"The wisest among my race understand that the agitation of questions of social equality is the extremest folly, and that progress in the enjoyment of all the privileges that will come to us must be the result of severe and constant struggle rather than of artificial forcing," Washington said in his speech (via Rev).

Washington's idea is what some saw as assuaging white supremacy (back then and today). And even though he was praised for his speech, one of his biggest critics would come from Du Bois a few years after.

Another rising black voice appears

W.E.B. Du Bois was born in Great Barrington, Massachusetts, on February 23, 1868 (per Biography). He mostly grew up around white people as a child and didn't encounter Black people until he attended college in Nashville, Tennessee. While there, Du Bois came face-to-face with the harsh effects and reality of racism.

Du Bois later enrolled at Harvard University, where he earned his Ph.D. in 1895, becoming the first Black person to graduate from the institution with that degree. After his studies, he wrote about the racial inequities of Black people in America and became a premier sociologist and intellectual thinker of that time. Contrary to Washington, Du Bois believed in education beyond trade skills. He also held the opinion that Black people needed to advocate for their rights and have an educated class he called the Talented Tenth (via PBS). It pushed the idea that if 10 percent of the Black population was educated, they could free all Black Americans from the stronghold of white supremacy. The same year he graduated from Harvard would be the same year Washington delivered his controversial speech. And Du Bois had a lot to say about it a few years later. It was also when he expounded on his idea of the talented class of educated Black men.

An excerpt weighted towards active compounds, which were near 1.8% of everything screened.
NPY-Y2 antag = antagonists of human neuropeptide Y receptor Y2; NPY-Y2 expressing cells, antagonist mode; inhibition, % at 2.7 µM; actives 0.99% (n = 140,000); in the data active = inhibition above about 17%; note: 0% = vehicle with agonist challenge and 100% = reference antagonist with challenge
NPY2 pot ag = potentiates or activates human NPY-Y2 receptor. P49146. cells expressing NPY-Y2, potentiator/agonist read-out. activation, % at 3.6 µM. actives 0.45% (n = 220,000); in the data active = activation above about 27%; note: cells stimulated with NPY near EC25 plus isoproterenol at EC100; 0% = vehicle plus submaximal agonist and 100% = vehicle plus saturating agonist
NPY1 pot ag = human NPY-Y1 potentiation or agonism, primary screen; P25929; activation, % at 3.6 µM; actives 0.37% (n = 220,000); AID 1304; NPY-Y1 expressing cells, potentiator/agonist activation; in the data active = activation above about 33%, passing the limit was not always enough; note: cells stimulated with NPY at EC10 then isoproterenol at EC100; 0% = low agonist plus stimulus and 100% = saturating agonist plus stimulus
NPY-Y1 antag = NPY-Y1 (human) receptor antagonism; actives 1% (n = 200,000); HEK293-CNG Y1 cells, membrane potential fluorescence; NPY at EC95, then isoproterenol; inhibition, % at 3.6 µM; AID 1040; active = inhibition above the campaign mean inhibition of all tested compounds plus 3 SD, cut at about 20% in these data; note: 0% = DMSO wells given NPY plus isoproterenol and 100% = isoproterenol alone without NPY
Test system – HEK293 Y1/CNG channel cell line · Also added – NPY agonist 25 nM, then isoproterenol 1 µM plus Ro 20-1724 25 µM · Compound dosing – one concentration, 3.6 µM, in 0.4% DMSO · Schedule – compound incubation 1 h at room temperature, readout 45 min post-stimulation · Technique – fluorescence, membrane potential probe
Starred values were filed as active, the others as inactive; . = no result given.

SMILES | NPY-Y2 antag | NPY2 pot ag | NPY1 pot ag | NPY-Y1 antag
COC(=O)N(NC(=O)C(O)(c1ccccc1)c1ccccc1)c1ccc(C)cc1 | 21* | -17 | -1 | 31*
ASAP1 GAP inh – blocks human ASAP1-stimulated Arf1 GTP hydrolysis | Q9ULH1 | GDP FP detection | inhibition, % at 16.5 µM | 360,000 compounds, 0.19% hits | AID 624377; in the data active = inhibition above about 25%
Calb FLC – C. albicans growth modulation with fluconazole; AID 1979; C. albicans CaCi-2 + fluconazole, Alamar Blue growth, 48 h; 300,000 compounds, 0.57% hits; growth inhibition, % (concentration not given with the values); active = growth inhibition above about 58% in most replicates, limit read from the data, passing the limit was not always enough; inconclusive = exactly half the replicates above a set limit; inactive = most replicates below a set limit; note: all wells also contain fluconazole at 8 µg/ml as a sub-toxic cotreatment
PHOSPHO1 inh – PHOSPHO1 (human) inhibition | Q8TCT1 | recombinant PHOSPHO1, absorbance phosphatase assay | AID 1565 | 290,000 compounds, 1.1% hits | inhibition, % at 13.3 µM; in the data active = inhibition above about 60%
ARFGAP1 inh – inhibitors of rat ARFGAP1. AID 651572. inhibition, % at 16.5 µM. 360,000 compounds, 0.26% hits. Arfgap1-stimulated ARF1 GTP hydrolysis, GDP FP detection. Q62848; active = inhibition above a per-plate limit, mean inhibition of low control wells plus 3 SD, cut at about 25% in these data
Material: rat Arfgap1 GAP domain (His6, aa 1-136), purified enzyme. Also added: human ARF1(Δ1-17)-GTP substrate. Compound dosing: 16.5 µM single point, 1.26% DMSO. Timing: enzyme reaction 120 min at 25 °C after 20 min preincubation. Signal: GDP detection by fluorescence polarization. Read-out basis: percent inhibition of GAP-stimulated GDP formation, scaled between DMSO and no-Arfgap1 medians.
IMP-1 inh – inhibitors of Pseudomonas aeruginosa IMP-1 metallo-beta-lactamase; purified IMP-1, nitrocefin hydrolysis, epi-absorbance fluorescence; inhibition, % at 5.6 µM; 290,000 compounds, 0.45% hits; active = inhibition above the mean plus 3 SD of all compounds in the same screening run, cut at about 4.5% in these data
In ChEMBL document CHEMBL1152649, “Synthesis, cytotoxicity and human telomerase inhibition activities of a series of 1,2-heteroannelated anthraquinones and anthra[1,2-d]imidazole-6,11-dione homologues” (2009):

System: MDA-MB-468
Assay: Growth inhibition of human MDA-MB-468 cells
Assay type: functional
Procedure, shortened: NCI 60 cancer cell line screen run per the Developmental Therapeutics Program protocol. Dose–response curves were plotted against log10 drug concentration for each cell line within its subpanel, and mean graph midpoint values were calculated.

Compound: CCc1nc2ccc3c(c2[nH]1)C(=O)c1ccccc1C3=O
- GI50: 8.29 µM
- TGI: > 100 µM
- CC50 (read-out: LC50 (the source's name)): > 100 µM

The great debate between W.E.B. Du Bois and Booker T. Washington

In his 1903 book "The Soul of Black Folk," W.E.B. Du Bois unleashed a fervent response to Washington, fully critiquing not only his politics, but his character, too, in a dedicated essay to him, per History Matters. Du Bois surmised that education was the main solution, but also maintained that white society wasn't above critique. "We have no right to sit silently by while the inevitable seeds are sown for a harvest of disaster to our children, black and white. First, it is the duty of black men to judge the South discriminatingly," wrote Du Bois in the essay titled "Of Mr. Booker T. Washington and Others."

He blasted Washington and added that his ideology relieved white people of any responsibility of racial inequality in the South and the widespread disenfranchisement. "His doctrine has tended to make the whites, North and South, shift the burden of the Negro problem to the Negro's shoulders and stand aside as critical and rather pessimistic spectators; when in fact the burden belongs to the nation, and the hands of none of us are clean if we bend not our energies to righting these great wrongs," wrote Du Bois.

The debate between Booker T. Washington and W.E.B. Du Bois became a major discourse, and even became the subject of a popular poem written by poet Dudley Randall in 1969 (via Poetry Foundation).